San Antonio Spurs Exports - Global Trade Magazine
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  January 15th, 2015 | Written by

San Antonio Spurs Exports

The city of San Antonio recently announced an ambitious plan to triple exports, create more than 56,000 jobs and generally improve its global profile and to do all of it by 2025, or just about the time Tim Duncan finally retires from the hometown Spurs.

Interestingly enough, the plan—officially the “San Antonio Trade and Investment Strategy 2015”—which is based on data provided by Brookings and depends on a partnership between the city’s leading public and private economic development institutions, actually seems to follow the long-term model of success of the defending NBA championship, which along with the Alamo and riverside margaritas are the city’s most recognizable features. Not surprising since the Spurs’ success has been tied to the franchise’s willingness to embrace the “global game” long before the rest of the NBA.

So what can a basketball franchise teach a city about global economic success?

Diss satisfaction: Though they’ve won five titles in the last 15 years, Spurs coach Greg Popovich never allows his team to stand on success but, rather, demands his teams build on it. Likewise, San Antonio, which has seen exports grow at a rate of 6.8 percent annually between 2008-13, compared to just 2.4 percent for the rest of the U.S., decided those numbers could—wait for it—spur more growth.

When San Antonio mayor Ivy Taylor said that to become more globally competitive her city needed to “have a greater focus on promoting the benefits of exporting to local businesses and attracting more foreign direct investment,” she was saying that one road to success was to simply do more of what they already know works.

San Antonio is one of six pilot cities working on FDI strategy as part of the Global Cities Initiative, a joint-project of Brookings and JPMorgan Chase.

“It is vitally important for San Antonio to develop new strategies to expand our global competitiveness,” says Morris Camp, president of Chase in San Antonio. “Our city has tremendous potential in the global marketplace, and greater collaboration between our public and private sectors will accelerate our ability to compete.”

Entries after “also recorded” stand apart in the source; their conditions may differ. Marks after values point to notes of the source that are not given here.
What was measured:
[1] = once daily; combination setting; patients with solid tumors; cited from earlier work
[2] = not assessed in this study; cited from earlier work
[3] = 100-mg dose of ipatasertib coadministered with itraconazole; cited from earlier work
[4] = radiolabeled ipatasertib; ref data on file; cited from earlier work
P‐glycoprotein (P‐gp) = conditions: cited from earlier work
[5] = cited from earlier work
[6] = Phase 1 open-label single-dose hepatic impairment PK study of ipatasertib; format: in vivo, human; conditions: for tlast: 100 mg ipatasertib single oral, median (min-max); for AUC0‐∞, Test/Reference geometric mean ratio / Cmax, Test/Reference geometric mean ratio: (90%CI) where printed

Embrace the new: The Spurs won those early championships from the inside, depending on the likes of big men Duncan and David Robinson. But the Spurs were one of the first NBA teams to realize that the game was changing to a much more global approach, one that favored an attack from the outside. Enter perimeter players such as France’s Tony Parker and Argentina’s Manu Ginobili that helped the team to four championships.

Likewise, San Antonio’s economy had for decades been dependent on the military, oil and healthcare. But now as it looks increasingly outside as a way to success, it looks to new industries. In fact, the new plan identifies sectors to be targeted by the city for growth, including bioscience, cybersecurity, cloud computing and new energy.

“From my experience chairing the Economic and Community Development Council Committee, and on economic development trips internationally, I know the six industries we have chosen to focus on have a growing demand around the world and will move our city forward,” says Ray Lopez, San Antonio’s District 6 Councilman and co-chair of the strategy’s steering committee.
Talent wins out: It’s all very well and good to have a plan and to think in new ways but, let’s face it if you don’t have the talent to carry it out you’re not making the playoffs or tripling exports. The Spurs were on the leading edge of scouting, signing and developing talent with the right skills whether they were homegrown in the states or from some other continent.

A big part of the new initiative is both developing and attracting the kind of skilled workforce needed to compete at the global level.

“In order for San Antonio to become more globally competitive … that strategy should include a greater emphasis on creating the skilled workforce local businesses need to compete globally,” says Mayor Taylor.

Part of that strategy is attracting skilled folks from elsewhere, something the city has done pretty well— witness its better-than-6-percent population growth since 2010. Part has been for the city as well as private interest to partner with local community colleges and universities to encourage and endow the kind of study and students the local economy will need going forward.

It also helps to have a quick, penetrating guard who can also knock down a three.


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